It started with our visit to Manzanar, the camp in California where thousands of U.S. Citizens of Japenese ethnicity were held prisoner in the desert. And it ends with the American Community Survey of 2012.
It's easy for Californians to travel through the desert beauty of Highway 395 between Yosemite and Sequoia - Kings Canyon national parks. Along the way is a bleak yet historic place called Manzanar, a prison camp where Americans held Americans prisoner for nothing more than the crime of being born of Japanese parents. About 110,000 U.S. citizens were held in 10 such camps.
One such family built the Japanese Tea Garden in Golden Gate Park, enjoyed by many visitors to our city. Have you been there? The Hagiwaras expanded the Tea Garden from a one-acre fair exhibit to its present five acres, investing their own funds and much of their remaining lives to develop its beauty. With the agreement of John McLaren, the famous superintendent of the park, it would be preserved for perpetuity as a gift to the city. But when the war came, the Hagiwaras were imprisoned, their property confiscated, and the park became a "Chinese" tea garden for the duration of the war. The Hagiwara family was never allowed to return to their home at the Tea Garden.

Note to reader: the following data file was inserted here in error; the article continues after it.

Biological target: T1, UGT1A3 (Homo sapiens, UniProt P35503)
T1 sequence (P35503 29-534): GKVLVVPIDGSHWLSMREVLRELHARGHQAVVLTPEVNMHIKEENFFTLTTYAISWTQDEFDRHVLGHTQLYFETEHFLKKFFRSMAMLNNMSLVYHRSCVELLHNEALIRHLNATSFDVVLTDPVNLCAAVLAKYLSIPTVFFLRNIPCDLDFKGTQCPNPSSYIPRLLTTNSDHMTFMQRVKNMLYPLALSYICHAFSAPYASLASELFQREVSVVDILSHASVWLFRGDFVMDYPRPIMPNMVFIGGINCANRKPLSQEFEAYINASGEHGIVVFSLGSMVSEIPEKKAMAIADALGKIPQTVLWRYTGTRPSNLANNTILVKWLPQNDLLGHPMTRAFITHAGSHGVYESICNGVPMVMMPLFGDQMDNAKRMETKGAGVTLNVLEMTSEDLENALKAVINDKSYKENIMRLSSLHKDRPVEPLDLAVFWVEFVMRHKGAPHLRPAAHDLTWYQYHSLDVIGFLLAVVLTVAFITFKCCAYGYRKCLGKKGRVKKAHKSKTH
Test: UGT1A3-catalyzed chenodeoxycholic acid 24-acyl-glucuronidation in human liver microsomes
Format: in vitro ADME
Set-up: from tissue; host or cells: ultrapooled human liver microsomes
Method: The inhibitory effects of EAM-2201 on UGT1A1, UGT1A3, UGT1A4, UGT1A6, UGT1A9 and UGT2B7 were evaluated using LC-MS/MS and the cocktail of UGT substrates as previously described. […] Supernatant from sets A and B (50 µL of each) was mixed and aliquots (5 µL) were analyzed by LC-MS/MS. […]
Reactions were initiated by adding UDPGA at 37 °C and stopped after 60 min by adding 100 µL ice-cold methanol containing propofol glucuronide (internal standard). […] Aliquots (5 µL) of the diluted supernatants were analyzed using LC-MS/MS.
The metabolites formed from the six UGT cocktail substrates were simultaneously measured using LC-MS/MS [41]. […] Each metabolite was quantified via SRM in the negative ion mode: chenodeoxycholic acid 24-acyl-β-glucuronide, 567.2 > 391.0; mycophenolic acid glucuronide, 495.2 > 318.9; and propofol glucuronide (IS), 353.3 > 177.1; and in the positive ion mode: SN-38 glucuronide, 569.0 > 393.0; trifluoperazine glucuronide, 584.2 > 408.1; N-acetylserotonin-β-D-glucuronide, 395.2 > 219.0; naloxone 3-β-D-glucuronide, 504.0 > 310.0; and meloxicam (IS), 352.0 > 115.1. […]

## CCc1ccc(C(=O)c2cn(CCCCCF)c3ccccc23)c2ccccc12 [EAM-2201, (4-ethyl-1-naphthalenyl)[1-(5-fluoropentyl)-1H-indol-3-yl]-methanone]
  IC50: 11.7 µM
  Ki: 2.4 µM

I can't ignore the role of the United States Census in their incarceration. Information about ethnicity was collected, held, and used inappropriately to imprison these people and 110,000 like them.
So, the arrival of the census is never a happy time for me. I don't want to check that "Caucasian" box. To me, it says "hey, I'm white, go get the other guys". I can't make myself do it.
And thus, it's time to formally abandon my race. On this year's census, my family and myself have "none" as our race. Although there are threats of fines to those who fail to fill out the census completely, they are so small and so rarely enforced that I can't claim a shred of bravery in this action. Only a feeling: "this stops with me". - Bruce Perens